exploit them, either at trial or on appeal, equates to
Page 12 ineffective assistance of counsel.

Initially, this Court notes that direct (non-collect)
calls such as those recounted by Mr. Garza at trial would
be sufficient under the murder for hire statute as per
controlling Fifth Circuit authority. Secondly, an agent’s
recollection of, or notes concerning, an event can differ
from a witness without either the agent or the witness
committing perjury. The important factor is that both
witnesses’ testimony detailed international phone calls in
which the murder plot was embraced. This is not only the
conclusion reached by this Court, but also the one reached
by the Fifth Circuit in both vacated opinions. Cisneros,
203 F.3d at 343; Cisneros, 194 F.3d at 636. Further, it is
not true that any of the items complained of would support
a claim of ineffective assistance of counsel. The
Magistrate Judge’s opinion details the evidentiary showing
what one must make to succeed on a collateral attack based
upon ineffective assistance of counsel.[fn5] Tactical
strategy and determinations, even those which later prove
to be in error, do not suffice. Rather, counsel’s
performance is considered effective so long as it is based
upon adequate investigation. Further, there must be a
reasonable probability (not a mere possibility) that the
result would have been different, but for the alleged
errors. Crane v. Johnson, 178 F.3d 309, 312 (5th Cir.
1999). This Court adopts the Magistrate Judge’s conclusions
with regard to the claims of ineffective assistance of
trial counsel.

Petitioner also attacks the performance of her appellate
counsel on the basis of the failure to adequately challenge:
(1) the required relationship or “furtherance” instruction;
(2) the omission of the causation instruction; and (3) the
failure to raise prosecutorial misconduct. Again, the Page
13 Magistrate Judge’s Report and Recommendation discusses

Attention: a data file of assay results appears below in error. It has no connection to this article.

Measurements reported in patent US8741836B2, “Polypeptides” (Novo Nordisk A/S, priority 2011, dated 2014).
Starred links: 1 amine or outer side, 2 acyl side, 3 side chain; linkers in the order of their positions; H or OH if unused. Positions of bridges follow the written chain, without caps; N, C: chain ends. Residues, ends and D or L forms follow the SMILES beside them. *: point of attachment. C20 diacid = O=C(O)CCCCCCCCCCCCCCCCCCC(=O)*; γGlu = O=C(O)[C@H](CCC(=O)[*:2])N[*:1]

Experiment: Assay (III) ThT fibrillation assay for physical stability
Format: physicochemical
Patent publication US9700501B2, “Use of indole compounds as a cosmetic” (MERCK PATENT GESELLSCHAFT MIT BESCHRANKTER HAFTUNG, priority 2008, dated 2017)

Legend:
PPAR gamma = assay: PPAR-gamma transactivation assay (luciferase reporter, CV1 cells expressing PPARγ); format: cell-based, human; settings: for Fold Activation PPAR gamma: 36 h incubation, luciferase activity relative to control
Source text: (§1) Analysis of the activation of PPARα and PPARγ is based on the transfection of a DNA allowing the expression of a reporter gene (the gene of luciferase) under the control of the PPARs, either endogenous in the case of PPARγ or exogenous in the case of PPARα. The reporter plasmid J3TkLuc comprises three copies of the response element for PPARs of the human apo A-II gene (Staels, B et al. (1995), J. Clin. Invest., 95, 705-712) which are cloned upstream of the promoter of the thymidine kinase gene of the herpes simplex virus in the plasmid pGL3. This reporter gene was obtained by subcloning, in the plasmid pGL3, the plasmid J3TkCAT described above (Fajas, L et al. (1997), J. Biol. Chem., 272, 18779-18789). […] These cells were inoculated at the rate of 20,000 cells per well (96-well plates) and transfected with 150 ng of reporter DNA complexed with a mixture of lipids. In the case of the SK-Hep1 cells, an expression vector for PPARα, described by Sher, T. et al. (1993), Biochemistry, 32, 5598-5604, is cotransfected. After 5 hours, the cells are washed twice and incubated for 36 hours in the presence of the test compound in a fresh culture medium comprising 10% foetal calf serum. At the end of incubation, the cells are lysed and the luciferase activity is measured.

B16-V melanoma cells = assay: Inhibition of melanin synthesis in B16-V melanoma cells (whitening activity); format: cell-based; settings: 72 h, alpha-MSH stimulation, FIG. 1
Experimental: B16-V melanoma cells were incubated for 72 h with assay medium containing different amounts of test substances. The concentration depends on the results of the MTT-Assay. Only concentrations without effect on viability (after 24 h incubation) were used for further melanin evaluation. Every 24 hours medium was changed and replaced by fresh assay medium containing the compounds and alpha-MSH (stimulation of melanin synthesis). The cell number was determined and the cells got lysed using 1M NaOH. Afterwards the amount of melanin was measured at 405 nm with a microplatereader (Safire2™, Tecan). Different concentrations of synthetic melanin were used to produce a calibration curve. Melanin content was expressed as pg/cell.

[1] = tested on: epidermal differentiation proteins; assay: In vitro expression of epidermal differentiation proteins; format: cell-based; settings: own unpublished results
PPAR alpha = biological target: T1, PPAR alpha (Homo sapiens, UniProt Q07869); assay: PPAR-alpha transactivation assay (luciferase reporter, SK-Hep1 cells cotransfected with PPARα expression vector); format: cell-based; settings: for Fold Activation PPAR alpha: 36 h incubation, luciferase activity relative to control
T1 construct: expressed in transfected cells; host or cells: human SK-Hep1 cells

in detail why § 2255 relief should not be
granted.[fn6] As such, this Court will not retrace those
footsteps. Suffice to say that such claims have been
considered in detail and found to be wanting.

C. Law of the Case

While this Court has considered the Magistrate Judge’s
Report and Recommendation regarding Petitioner’s objections
to lack of a causation and required relationship
instruction, it cannot totally accept his recitation of the
law and applicable facts. With regard to the Cisneros’s
argument that the jury should have been instructed about
the required relationship between foreign commerce and the
murder for hire scheme, the Magistrate Judge relied upon
the vacated Fifth Circuit opinions as establishing a
prevailing law of the case standard. The Magistrate Judge
accurately described the law of the case doctrine. Reliance
on this doctrine, however, is questionable when the
decision establishing such “law” has been vacated.

“The doctrine of the law of the case directs that a
decision of an appellate court on an issue of law, unless
vacated or set aside, governs the issue during all
subsequent stages of litigation in the nisi prius court and
thereafter on any further appeal.” Commercial Union Ins.
Co. v. Walbrook Ins. Co., 41 F.3d 764, 769 (1st Cir. 1994);
see also Cohen v. Brown Univ., 101 F.3d 155 (1st Cir. 1996)
(citing Moore’s Federal Practice ¶ 0.404 (2d ed.
1993)). It is well established that reconsideration en banc
vacates a panel’s decision. 5TH CIR. R. 41.3 (stating that